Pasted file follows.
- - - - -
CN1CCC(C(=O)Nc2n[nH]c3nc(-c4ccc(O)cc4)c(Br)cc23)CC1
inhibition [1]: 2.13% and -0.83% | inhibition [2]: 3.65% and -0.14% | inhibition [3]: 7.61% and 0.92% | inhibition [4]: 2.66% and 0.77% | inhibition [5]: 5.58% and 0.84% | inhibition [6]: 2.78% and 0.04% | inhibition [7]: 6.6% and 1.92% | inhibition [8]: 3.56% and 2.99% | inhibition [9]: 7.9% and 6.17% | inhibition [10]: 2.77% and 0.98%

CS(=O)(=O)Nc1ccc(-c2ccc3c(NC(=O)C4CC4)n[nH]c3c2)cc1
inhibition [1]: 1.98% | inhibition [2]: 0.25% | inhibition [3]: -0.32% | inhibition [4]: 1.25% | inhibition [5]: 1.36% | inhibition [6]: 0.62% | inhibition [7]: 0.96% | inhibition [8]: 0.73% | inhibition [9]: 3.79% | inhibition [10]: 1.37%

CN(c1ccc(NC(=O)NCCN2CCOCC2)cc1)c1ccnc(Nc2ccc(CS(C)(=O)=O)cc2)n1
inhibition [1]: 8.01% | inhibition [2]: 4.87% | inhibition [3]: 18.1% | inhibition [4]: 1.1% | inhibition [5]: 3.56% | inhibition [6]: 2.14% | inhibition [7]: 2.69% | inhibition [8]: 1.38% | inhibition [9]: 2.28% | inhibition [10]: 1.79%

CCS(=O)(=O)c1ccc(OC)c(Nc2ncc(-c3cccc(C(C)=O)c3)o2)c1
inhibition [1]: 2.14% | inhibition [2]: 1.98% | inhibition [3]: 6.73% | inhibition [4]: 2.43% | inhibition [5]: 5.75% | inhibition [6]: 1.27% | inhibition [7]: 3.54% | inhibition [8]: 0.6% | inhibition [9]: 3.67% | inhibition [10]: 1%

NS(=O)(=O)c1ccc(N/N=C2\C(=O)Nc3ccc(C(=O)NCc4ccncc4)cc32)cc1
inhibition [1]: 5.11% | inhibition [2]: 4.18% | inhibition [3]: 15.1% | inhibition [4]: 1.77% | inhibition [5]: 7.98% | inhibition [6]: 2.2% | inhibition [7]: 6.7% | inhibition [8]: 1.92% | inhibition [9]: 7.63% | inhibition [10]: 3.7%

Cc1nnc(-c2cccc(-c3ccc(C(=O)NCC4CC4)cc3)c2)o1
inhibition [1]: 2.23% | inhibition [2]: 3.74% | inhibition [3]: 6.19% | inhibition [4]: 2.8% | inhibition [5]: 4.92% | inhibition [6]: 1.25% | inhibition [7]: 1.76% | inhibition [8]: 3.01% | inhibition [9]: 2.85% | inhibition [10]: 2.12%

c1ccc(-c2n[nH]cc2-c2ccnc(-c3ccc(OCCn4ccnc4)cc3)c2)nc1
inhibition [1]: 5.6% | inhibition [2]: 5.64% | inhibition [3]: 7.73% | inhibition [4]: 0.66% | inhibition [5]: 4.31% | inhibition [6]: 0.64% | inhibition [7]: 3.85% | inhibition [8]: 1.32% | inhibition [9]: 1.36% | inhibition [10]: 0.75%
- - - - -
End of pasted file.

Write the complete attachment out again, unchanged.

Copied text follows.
CN1CCC(C(=O)Nc2n[nH]c3nc(-c4ccc(O)cc4)c(Br)cc23)CC1
inhibition [1]: 2.13% and -0.83% | inhibition [2]: 3.65% and -0.14% | inhibition [3]: 7.61% and 0.92% | inhibition [4]: 2.66% and 0.77% | inhibition [5]: 5.58% and 0.84% | inhibition [6]: 2.78% and 0.04% | inhibition [7]: 6.6% and 1.92% | inhibition [8]: 3.56% and 2.99% | inhibition [9]: 7.9% and 6.17% | inhibition [10]: 2.77% and 0.98%

CS(=O)(=O)Nc1ccc(-c2ccc3c(NC(=O)C4CC4)n[nH]c3c2)cc1
inhibition [1]: 1.98% | inhibition [2]: 0.25% | inhibition [3]: -0.32% | inhibition [4]: 1.25% | inhibition [5]: 1.36% | inhibition [6]: 0.62% | inhibition [7]: 0.96% | inhibition [8]: 0.73% | inhibition [9]: 3.79% | inhibition [10]: 1.37%

CN(c1ccc(NC(=O)NCCN2CCOCC2)cc1)c1ccnc(Nc2ccc(CS(C)(=O)=O)cc2)n1
inhibition [1]: 8.01% | inhibition [2]: 4.87% | inhibition [3]: 18.1% | inhibition [4]: 1.1% | inhibition [5]: 3.56% | inhibition [6]: 2.14% | inhibition [7]: 2.69% | inhibition [8]: 1.38% | inhibition [9]: 2.28% | inhibition [10]: 1.79%

CCS(=O)(=O)c1ccc(OC)c(Nc2ncc(-c3cccc(C(C)=O)c3)o2)c1
inhibition [1]: 2.14% | inhibition [2]: 1.98% | inhibition [3]: 6.73% | inhibition [4]: 2.43% | inhibition [5]: 5.75% | inhibition [6]: 1.27% | inhibition [7]: 3.54% | inhibition [8]: 0.6% | inhibition [9]: 3.67% | inhibition [10]: 1%

NS(=O)(=O)c1ccc(N/N=C2\C(=O)Nc3ccc(C(=O)NCc4ccncc4)cc32)cc1
inhibition [1]: 5.11% | inhibition [2]: 4.18% | inhibition [3]: 15.1% | inhibition [4]: 1.77% | inhibition [5]: 7.98% | inhibition [6]: 2.2% | inhibition [7]: 6.7% | inhibition [8]: 1.92% | inhibition [9]: 7.63% | inhibition [10]: 3.7%

Cc1nnc(-c2cccc(-c3ccc(C(=O)NCC4CC4)cc3)c2)o1
inhibition [1]: 2.23% | inhibition [2]: 3.74% | inhibition [3]: 6.19% | inhibition [4]: 2.8% | inhibition [5]: 4.92% | inhibition [6]: 1.25% | inhibition [7]: 1.76% | inhibition [8]: 3.01% | inhibition [9]: 2.85% | inhibition [10]: 2.12%

c1ccc(-c2n[nH]cc2-c2ccnc(-c3ccc(OCCn4ccnc4)cc3)c2)nc1
inhibition [1]: 5.6% | inhibition [2]: 5.64% | inhibition [3]: 7.73% | inhibition [4]: 0.66% | inhibition [5]: 4.31% | inhibition [6]: 0.64% | inhibition [7]: 3.85% | inhibition [8]: 1.32% | inhibition [9]: 1.36% | inhibition [10]: 0.75%